19. Immunoscintigraphy and radioimmunotherapy in Cuba: experiences with labeled monoclonal antibodies for cancer diagnosis and treatment (1993-2013).

    Science.gov (United States)

    Peña, Yamilé; Perera, Alejandro; Batista, Juan F

    2014-01-01

    INTRODUCTION The availability of monoclonal antibodies in Cuba has facilitated development and application of innovative techniques (immunoscintigraphy and radioimmunotherapy) for cancer diagnosis and treatment. Objective Review immunoscintigraphy and radioimmunotherapy techniques and analyze their use in Cuba, based on the published literature. In this context, we describe the experience of Havana's Clinical Research Center with labeled monoclonal antibodies for cancer diagnosis and treatment during the period 1993-2013. EVIDENCE ACQUISITION Basic concepts concerning cancer and monoclonal antibodies were reviewed, as well as relevant international and Cuban data. Forty-nine documents were reviewed, among them 2 textbooks, 34 articles by Cuban authors and 13 by international authors. All works published by the Clinical Research Center from 1993 through 2013 were included. Bibliography was obtained from the library of the Clinical Research Center and Infomed, Cuba's national health telematics network, using the following keywords: monoclonal antibodies, immunoscintigraphy and radioimmunotherapy. RESULTS Labeling the antibodies (ior t3, ior t1, ior cea 1, ior egf/r3, ior c5, h-R3, 14F7 and rituximab) with radioactive isotopes was a basic line of research in Cuba and has fostered their use as diagnostic and therapeutic tools. The studies conducted demonstrated the good sensitivity and diagnostic precision of immunoscintigraphy for detecting various types of tumors (head and neck, ovarian, colon, breast, lymphoma, brain). Obtaining different radioimmune conjugates with radioactive isotopes such as 99mTc and 188Re made it possible to administer radioimmunotherapy to patients with several types of cancer (brain, lymphoma, breast). The objective of 60% of the clinical trials was to determine pharmacokinetics, internal dosimetry and adverse effects of monoclonal antibodies, as well as tumor response; there were few adverse effects, no damage to vital organs, and a positive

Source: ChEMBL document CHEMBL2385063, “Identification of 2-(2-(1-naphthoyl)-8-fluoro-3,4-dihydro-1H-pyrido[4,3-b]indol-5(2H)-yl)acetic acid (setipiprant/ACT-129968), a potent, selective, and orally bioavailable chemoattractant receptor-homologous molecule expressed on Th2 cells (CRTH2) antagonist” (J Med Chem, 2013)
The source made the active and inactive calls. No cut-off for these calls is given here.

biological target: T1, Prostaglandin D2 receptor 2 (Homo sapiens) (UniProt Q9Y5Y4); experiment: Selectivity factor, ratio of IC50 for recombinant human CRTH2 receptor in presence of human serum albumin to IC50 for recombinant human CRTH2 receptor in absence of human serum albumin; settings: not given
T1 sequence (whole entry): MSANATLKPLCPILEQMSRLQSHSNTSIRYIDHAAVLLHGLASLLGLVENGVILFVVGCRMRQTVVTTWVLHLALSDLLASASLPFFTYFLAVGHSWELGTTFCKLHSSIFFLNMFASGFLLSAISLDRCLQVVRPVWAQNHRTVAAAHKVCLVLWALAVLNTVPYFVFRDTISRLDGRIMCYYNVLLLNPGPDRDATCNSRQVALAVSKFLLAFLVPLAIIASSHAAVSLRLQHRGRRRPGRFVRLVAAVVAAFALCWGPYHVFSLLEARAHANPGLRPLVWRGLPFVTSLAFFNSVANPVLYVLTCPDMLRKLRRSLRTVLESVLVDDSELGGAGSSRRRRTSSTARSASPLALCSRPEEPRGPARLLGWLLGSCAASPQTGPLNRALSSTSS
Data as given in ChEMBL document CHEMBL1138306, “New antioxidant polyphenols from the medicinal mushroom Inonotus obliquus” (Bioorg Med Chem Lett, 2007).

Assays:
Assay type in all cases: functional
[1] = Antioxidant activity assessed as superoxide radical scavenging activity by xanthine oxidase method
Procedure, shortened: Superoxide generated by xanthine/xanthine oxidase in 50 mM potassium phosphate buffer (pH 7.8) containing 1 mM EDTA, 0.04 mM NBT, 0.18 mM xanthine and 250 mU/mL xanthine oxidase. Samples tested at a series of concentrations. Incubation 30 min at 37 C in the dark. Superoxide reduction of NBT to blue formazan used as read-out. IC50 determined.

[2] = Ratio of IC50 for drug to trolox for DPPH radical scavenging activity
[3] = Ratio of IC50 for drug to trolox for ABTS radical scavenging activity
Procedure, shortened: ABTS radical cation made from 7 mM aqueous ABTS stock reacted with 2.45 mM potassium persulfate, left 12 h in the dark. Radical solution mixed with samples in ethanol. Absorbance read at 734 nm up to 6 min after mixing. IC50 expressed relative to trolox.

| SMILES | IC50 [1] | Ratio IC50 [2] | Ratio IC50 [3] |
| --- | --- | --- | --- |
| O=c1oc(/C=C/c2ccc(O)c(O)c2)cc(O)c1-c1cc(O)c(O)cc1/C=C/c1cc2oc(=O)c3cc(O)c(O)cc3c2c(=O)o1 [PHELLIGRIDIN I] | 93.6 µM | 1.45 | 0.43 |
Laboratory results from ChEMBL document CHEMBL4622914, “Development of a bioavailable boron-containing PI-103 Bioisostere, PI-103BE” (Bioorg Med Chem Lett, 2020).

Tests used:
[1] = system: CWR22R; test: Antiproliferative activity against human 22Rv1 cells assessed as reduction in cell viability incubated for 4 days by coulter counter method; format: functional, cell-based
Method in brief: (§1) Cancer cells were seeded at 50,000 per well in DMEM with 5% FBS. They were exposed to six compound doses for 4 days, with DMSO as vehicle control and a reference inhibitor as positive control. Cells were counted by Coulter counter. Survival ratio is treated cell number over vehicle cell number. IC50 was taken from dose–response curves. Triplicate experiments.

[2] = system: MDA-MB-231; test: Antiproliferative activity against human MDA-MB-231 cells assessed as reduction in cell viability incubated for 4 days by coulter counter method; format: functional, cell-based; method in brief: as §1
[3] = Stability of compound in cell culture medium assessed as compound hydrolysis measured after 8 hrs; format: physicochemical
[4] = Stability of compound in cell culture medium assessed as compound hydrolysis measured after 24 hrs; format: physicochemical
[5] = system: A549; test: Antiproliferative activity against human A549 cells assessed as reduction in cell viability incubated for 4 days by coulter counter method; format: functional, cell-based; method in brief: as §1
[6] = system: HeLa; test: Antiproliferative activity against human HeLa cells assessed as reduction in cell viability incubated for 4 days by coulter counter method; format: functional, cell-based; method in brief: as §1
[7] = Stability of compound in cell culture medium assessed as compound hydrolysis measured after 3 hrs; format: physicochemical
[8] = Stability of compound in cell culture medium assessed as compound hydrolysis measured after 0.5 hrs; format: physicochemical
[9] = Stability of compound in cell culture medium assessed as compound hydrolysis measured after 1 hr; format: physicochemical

20. Monoclonal antibody form and function: manufacturing the right antibodies for treating drug abuse.

    Science.gov (United States)

    Peterson, Eric; Owens, S Michael; Henry, Ralph L

    2006-05-26

    Drug abuse continues to be a major national and worldwide problem, and effective treatment strategies are badly needed. Antibodies are promising therapies for the treatment of medical problems caused by drug abuse, with several candidates in preclinical and early clinical trials. Monoclonal antibodies can be designed that have customized affinity and specificity against drugs of abuse, and because antibodies can be designed in various forms, in vivo pharmacokinetic characteristics can be tailored to suit specific clinical applications (eg, long-acting for relapse prevention, or short-acting for overdose). Passive immunization with antibodies against drugs of abuse has several advantages over active immunization, but because large doses of monoclonal antibodies may be needed for each patient, efficient antibody production technology is essential. In this minireview we discuss some of the antibody forms that may be effective clinical treatments for drug abuse, as well as several current and emerging production systems that could bridge the gap from discovery to patient use.

  1. Towards the implementation of quality by design to the production of therapeutic monoclonal antibodies with desired glycosylation patterns.

    Science.gov (United States)

    del Val, Ioscani Jimenez; Kontoravdi, Cleo; Nagy, Judit M

    2010-01-01